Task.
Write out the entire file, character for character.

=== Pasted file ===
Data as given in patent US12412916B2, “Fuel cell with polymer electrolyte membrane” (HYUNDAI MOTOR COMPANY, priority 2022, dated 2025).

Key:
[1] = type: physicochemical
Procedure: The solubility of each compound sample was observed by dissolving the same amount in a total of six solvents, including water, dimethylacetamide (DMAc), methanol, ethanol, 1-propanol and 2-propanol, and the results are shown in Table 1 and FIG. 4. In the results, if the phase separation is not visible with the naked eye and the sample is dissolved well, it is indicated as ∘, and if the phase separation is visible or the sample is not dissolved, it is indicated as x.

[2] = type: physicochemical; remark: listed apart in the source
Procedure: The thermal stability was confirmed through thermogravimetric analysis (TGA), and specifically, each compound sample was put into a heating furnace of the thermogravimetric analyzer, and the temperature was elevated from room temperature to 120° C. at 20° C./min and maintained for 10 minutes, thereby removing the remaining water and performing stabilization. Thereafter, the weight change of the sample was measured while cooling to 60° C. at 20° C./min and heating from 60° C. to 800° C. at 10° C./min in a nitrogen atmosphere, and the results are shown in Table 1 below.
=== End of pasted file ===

Data as given in patent US12412916B2, “Fuel cell with polymer electrolyte membrane” (HYUNDAI MOTOR COMPANY, priority 2022, dated 2025).

Key:
[1] = type: physicochemical
Procedure: The solubility of each compound sample was observed by dissolving the same amount in a total of six solvents, including water, dimethylacetamide (DMAc), methanol, ethanol, 1-propanol and 2-propanol, and the results are shown in Table 1 and FIG. 4. In the results, if the phase separation is not visible with the naked eye and the sample is dissolved well, it is indicated as ∘, and if the phase separation is visible or the sample is not dissolved, it is indicated as x.

[2] = type: physicochemical; remark: listed apart in the source
Procedure: The thermal stability was confirmed through thermogravimetric analysis (TGA), and specifically, each compound sample was put into a heating furnace of the thermogravimetric analyzer, and the temperature was elevated from room temperature to 120° C. at 20° C./min and maintained for 10 minutes, thereby removing the remaining water and performing stabilization. Thereafter, the weight change of the sample was measured while cooling to 60° C. at 20° C./min and heating from 60° C. to 800° C. at 10° C./min in a nitrogen atmosphere, and the results are shown in Table 1 below.